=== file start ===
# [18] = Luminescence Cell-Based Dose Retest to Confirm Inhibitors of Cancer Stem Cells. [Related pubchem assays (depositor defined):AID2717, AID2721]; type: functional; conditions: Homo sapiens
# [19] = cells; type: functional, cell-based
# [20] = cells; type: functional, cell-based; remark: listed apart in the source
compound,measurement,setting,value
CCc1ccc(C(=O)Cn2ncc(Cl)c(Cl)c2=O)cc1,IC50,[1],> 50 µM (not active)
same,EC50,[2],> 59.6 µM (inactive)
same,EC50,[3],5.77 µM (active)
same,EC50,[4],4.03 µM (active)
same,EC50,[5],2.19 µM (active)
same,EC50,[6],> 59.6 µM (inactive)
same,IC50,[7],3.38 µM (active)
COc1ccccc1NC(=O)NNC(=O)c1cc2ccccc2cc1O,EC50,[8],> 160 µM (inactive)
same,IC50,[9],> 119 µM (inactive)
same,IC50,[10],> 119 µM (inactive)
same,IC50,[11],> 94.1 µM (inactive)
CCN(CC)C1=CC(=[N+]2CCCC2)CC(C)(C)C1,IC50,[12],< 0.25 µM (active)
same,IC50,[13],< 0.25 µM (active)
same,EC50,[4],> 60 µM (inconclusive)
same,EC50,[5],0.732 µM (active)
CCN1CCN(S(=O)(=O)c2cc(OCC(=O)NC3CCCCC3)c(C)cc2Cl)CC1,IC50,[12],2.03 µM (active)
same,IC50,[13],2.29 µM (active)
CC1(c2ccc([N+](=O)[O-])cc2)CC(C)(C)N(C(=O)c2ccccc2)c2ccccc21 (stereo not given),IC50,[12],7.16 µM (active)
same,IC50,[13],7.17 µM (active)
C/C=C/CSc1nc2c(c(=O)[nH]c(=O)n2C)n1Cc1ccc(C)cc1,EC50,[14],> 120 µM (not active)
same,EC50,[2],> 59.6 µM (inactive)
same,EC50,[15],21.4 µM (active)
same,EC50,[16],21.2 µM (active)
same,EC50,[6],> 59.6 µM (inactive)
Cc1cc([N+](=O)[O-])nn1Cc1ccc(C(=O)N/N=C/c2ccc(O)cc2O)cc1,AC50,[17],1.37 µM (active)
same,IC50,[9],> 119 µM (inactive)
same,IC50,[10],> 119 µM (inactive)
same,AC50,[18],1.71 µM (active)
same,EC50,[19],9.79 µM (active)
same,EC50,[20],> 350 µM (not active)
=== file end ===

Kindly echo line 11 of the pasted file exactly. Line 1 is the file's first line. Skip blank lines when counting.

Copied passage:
same,IC50,[7],3.38 µM (active)